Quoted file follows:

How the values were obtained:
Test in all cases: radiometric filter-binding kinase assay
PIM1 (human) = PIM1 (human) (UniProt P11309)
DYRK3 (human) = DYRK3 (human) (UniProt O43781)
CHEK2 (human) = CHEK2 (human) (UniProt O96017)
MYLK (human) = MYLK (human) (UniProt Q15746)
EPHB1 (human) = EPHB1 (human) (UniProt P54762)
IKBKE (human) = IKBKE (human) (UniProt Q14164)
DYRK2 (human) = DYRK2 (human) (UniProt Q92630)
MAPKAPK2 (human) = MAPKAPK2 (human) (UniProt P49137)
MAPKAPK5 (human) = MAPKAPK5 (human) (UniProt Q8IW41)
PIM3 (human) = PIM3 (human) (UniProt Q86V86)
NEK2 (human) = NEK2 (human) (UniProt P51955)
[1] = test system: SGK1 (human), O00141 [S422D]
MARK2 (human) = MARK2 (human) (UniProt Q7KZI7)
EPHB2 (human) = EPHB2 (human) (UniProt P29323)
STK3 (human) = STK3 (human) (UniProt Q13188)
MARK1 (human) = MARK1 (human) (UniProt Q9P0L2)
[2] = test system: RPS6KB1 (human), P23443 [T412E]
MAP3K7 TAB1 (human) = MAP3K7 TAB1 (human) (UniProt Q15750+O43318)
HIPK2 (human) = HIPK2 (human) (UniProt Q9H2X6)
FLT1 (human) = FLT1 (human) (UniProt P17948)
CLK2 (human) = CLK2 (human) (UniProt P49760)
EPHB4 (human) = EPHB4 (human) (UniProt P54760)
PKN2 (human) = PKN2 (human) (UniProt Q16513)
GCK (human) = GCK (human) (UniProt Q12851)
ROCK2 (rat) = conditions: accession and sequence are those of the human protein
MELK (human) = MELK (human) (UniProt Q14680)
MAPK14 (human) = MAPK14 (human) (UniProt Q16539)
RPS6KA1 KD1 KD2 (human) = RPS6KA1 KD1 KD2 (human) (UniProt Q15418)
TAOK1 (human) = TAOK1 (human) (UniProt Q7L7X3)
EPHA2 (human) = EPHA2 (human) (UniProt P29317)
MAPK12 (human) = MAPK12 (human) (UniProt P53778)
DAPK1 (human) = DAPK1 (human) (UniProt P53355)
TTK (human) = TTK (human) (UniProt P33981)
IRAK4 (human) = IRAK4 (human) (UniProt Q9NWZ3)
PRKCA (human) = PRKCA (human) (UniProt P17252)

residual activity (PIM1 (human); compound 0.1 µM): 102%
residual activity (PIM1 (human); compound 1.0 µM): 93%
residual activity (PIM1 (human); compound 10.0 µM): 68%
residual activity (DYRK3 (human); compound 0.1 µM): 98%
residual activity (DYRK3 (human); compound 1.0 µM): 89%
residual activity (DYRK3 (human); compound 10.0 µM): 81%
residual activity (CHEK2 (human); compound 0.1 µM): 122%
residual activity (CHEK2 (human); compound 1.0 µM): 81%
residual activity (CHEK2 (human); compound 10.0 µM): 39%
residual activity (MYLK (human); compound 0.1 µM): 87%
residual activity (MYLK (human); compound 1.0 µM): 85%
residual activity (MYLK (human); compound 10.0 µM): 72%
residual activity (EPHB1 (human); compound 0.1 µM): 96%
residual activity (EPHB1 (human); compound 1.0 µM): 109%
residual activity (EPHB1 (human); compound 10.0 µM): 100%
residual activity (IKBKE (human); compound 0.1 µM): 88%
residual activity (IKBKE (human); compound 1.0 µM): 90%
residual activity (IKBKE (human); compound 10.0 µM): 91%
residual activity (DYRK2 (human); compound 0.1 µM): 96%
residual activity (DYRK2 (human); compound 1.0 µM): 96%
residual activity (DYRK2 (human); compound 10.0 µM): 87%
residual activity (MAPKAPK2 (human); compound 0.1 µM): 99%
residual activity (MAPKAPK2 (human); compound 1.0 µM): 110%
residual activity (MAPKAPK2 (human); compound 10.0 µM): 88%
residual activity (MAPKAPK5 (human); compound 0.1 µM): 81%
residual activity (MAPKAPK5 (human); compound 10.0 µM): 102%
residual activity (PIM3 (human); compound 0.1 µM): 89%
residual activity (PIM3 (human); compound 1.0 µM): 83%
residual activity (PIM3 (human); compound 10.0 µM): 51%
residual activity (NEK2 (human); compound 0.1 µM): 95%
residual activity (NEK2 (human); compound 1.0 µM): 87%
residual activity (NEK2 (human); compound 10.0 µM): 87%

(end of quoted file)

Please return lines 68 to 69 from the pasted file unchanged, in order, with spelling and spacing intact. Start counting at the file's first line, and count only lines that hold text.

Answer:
residual activity (NEK2 (human); compound 1.0 µM): 87%
residual activity (NEK2 (human); compound 10.0 µM): 87%